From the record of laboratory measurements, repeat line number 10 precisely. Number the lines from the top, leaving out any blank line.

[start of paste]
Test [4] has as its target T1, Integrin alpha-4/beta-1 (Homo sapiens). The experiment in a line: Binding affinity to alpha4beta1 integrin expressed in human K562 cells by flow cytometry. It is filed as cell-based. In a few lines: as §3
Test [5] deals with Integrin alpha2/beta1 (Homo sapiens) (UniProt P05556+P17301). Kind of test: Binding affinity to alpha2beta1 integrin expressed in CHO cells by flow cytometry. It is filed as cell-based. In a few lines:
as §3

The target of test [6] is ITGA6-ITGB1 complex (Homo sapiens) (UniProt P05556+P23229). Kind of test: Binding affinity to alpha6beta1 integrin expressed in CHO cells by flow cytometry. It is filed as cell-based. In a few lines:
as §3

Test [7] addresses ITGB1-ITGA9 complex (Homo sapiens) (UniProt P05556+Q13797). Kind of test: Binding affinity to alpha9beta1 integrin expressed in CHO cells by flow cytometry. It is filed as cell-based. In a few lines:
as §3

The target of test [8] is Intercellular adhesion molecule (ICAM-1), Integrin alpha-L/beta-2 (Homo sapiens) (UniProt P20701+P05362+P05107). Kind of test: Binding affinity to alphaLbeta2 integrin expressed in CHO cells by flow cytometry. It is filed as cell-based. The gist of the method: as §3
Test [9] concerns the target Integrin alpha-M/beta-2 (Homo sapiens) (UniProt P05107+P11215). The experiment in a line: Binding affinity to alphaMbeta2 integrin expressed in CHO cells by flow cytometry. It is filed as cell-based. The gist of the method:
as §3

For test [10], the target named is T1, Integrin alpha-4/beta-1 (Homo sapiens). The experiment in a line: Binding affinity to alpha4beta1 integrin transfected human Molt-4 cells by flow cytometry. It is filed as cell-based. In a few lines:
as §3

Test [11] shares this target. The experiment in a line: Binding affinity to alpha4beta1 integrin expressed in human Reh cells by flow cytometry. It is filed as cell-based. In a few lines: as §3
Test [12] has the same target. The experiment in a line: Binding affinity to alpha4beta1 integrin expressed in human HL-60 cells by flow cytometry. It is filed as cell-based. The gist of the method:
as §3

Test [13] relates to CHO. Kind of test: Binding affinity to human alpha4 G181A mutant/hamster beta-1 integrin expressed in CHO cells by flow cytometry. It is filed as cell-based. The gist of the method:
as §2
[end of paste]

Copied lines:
as §3